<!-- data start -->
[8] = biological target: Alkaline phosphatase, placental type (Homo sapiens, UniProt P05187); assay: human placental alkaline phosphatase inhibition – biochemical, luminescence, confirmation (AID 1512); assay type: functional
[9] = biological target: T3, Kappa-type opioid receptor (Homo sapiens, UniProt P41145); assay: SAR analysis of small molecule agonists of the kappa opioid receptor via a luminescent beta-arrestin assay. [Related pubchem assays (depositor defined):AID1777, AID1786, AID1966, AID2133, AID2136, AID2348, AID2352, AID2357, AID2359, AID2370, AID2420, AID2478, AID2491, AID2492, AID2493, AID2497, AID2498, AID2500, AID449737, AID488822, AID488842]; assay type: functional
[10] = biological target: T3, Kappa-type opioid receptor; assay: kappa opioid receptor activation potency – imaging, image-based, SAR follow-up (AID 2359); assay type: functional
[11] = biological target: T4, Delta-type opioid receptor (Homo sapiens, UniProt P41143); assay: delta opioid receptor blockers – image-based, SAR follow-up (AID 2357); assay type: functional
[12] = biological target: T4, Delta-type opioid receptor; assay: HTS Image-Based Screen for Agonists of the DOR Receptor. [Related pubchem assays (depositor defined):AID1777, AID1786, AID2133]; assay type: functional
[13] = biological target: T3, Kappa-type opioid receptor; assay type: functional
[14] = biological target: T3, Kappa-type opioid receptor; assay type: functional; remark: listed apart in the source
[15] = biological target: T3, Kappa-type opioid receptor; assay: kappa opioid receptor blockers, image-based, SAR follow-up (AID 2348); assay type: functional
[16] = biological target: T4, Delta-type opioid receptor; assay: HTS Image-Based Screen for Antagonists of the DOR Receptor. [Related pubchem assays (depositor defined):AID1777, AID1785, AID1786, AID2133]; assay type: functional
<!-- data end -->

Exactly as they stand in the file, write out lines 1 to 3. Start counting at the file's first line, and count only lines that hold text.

[8] = biological target: Alkaline phosphatase, placental type (Homo sapiens, UniProt P05187); assay: human placental alkaline phosphatase inhibition – biochemical, luminescence, confirmation (AID 1512); assay type: functional
[9] = biological target: T3, Kappa-type opioid receptor (Homo sapiens, UniProt P41145); assay: SAR analysis of small molecule agonists of the kappa opioid receptor via a luminescent beta-arrestin assay. [Related pubchem assays (depositor defined):AID1777, AID1786, AID1966, AID2133, AID2136, AID2348, AID2352, AID2357, AID2359, AID2370, AID2420, AID2478, AID2491, AID2492, AID2493, AID2497, AID2498, AID2500, AID449737, AID488822, AID488842]; assay type: functional
[10] = biological target: T3, Kappa-type opioid receptor; assay: kappa opioid receptor activation potency – imaging, image-based, SAR follow-up (AID 2359); assay type: functional